The iPhone X might be a mixed bag of pleasantries and disappointments, but Apple has worked hard to ace at its first gamble with an OLED display.

The Cupertino-based tech giant seems to have fared admirably in its debut attempt, suggests a report by South Korea’s Cetizen (via BGR). In the study, Cetizen tested iPhone X’s resistance to burn-in, concluding its Super Retina screen to be the most durable from the test batch.

Curiously, the iPhone X beat Samsung Galaxy Note 8 and S7 Edge, despite that Samsung Displays supplied screens for all the three flagships. This is because of Apple’s optimization of and sheer patience with the new display technology which also delayed the production of the top-most iPhone.

iPhone X Beats Samsung Note 8 and S7 Edge in OLED Burn-in Faceoff

So, what exactly is burn-in? When a high-contrast image is displayed on an OLED screen over a long period of time, the screen may become unresponsive and/or retain “a faint remnant” on top of the new content, and even exhibit signs of permanent damage sometimes. LCD displays are also susceptible to burn-in issues but have higher chances of recovery than OLED ones.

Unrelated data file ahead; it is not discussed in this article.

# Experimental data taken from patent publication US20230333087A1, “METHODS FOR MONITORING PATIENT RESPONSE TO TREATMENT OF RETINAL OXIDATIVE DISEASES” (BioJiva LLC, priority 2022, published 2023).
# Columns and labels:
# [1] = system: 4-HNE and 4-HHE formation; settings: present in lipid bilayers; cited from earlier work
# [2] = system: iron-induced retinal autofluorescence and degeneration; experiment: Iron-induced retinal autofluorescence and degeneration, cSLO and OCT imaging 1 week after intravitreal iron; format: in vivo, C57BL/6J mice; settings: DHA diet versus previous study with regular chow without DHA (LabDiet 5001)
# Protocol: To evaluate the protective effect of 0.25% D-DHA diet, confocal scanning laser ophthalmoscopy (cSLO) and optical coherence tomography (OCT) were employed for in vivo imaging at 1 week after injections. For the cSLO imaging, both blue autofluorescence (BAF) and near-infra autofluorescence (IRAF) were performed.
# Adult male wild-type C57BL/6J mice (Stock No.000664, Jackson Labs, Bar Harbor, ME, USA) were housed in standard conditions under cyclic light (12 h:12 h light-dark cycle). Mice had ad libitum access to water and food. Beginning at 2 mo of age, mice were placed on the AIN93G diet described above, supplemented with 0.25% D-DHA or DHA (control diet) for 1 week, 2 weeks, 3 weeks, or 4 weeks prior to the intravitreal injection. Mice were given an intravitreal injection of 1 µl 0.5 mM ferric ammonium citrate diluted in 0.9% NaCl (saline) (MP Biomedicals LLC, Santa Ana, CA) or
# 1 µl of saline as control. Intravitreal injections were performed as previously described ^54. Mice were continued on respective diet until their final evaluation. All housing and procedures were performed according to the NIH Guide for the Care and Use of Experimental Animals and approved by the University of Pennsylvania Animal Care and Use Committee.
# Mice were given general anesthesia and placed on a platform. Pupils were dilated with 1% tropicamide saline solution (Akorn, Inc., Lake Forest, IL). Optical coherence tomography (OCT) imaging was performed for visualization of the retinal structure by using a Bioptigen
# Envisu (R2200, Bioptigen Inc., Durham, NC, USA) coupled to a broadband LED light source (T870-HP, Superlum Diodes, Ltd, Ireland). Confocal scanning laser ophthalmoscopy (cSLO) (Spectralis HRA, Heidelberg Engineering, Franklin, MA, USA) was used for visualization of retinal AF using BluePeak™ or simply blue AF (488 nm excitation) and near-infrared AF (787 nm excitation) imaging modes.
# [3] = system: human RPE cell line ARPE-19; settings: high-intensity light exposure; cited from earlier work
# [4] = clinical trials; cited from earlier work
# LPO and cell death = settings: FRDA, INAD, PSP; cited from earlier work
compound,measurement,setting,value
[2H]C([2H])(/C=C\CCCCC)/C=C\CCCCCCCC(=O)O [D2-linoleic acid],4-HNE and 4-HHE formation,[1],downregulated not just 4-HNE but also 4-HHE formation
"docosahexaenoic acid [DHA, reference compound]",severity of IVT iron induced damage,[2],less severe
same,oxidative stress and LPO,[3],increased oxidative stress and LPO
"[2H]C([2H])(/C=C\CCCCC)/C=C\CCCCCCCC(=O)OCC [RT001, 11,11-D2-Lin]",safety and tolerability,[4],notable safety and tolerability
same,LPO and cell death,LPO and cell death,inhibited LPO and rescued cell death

Cetizen put the displays of the three smartphones to a 510-hour-long stress test. While the iPhone X was the first to show faint signs of burn-in at the 17-hour mark, it’s condition didn’t worsen. Interestingly, as 52 hours elapsed, the Note 8 began showing strong burn-in imprint. Despite being an older phone, the S7 Edge performed slightly better than the Note 8 but gave in.

iPhone X Beats Samsung Note 8 and S7 Edge in OLED Burn-in Faceoff

The iPhone X was hands down the winner of the showdown with the least visible imprint, lasting up to 23 days in the test.

Apple had earlier come out straight and informed users that burn-in issues are inevitable in OLED screens but it has taken every possible step to optimize the iPhone X’s Super Retina display to overcome these challenges. As per the company, iOS 11 has dedicated features to reduce the impact of long-term usage and increase the life of a display.